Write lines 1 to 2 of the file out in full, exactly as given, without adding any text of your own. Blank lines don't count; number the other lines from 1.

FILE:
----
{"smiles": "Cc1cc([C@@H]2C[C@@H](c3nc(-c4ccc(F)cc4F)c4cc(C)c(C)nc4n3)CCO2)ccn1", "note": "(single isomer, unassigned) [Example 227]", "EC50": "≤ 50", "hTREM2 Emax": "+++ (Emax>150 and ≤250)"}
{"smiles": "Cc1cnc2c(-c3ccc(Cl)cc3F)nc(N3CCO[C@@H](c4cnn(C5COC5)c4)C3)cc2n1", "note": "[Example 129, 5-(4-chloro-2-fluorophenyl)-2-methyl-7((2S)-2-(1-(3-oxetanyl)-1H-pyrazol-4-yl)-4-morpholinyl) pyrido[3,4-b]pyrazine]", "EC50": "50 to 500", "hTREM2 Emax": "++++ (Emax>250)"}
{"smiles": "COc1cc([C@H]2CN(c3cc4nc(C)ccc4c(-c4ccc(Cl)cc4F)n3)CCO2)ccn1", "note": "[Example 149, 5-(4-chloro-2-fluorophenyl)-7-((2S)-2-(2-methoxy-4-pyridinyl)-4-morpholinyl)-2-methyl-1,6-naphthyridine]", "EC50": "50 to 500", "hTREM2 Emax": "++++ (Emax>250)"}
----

{"smiles": "Cc1cc([C@@H]2C[C@@H](c3nc(-c4ccc(F)cc4F)c4cc(C)c(C)nc4n3)CCO2)ccn1", "note": "(single isomer, unassigned) [Example 227]", "EC50": "≤ 50", "hTREM2 Emax": "+++ (Emax>150 and ≤250)"}
{"smiles": "Cc1cnc2c(-c3ccc(Cl)cc3F)nc(N3CCO[C@@H](c4cnn(C5COC5)c4)C3)cc2n1", "note": "[Example 129, 5-(4-chloro-2-fluorophenyl)-2-methyl-7((2S)-2-(1-(3-oxetanyl)-1H-pyrazol-4-yl)-4-morpholinyl) pyrido[3,4-b]pyrazine]", "EC50": "50 to 500", "hTREM2 Emax": "++++ (Emax>250)"}